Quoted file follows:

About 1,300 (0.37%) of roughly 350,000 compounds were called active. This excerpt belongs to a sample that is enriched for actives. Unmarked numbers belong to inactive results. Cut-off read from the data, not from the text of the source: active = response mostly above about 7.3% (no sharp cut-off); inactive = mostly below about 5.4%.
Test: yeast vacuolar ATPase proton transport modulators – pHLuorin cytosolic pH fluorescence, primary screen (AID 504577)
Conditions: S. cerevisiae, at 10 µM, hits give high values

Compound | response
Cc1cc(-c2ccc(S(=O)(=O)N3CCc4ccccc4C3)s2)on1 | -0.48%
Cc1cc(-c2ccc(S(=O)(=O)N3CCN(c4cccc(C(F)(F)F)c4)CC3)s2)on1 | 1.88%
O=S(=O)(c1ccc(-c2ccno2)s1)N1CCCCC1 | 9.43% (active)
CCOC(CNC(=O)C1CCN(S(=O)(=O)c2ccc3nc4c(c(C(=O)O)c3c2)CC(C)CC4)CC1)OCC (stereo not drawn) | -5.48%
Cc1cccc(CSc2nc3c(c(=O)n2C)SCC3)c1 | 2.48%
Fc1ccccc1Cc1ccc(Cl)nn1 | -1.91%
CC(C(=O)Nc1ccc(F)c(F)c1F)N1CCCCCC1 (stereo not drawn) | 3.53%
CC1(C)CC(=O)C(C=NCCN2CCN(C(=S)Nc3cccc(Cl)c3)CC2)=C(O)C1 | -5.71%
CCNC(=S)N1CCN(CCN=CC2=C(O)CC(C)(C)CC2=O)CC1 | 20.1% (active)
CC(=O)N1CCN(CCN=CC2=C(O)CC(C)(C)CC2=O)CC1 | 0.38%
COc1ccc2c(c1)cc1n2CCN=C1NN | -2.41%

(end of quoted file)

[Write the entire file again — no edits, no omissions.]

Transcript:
About 1,300 (0.37%) of roughly 350,000 compounds were called active. This excerpt belongs to a sample that is enriched for actives. Unmarked numbers belong to inactive results. Cut-off read from the data, not from the text of the source: active = response mostly above about 7.3% (no sharp cut-off); inactive = mostly below about 5.4%.
Test: yeast vacuolar ATPase proton transport modulators – pHLuorin cytosolic pH fluorescence, primary screen (AID 504577)
Conditions: S. cerevisiae, at 10 µM, hits give high values

Compound | response
Cc1cc(-c2ccc(S(=O)(=O)N3CCc4ccccc4C3)s2)on1 | -0.48%
Cc1cc(-c2ccc(S(=O)(=O)N3CCN(c4cccc(C(F)(F)F)c4)CC3)s2)on1 | 1.88%
O=S(=O)(c1ccc(-c2ccno2)s1)N1CCCCC1 | 9.43% (active)
CCOC(CNC(=O)C1CCN(S(=O)(=O)c2ccc3nc4c(c(C(=O)O)c3c2)CC(C)CC4)CC1)OCC (stereo not drawn) | -5.48%
Cc1cccc(CSc2nc3c(c(=O)n2C)SCC3)c1 | 2.48%
Fc1ccccc1Cc1ccc(Cl)nn1 | -1.91%
CC(C(=O)Nc1ccc(F)c(F)c1F)N1CCCCCC1 (stereo not drawn) | 3.53%
CC1(C)CC(=O)C(C=NCCN2CCN(C(=S)Nc3cccc(Cl)c3)CC2)=C(O)C1 | -5.71%
CCNC(=S)N1CCN(CCN=CC2=C(O)CC(C)(C)CC2=O)CC1 | 20.1% (active)
CC(=O)N1CCN(CCN=CC2=C(O)CC(C)(C)CC2=O)CC1 | 0.38%
COc1ccc2c(c1)cc1n2CCN=C1NN | -2.41%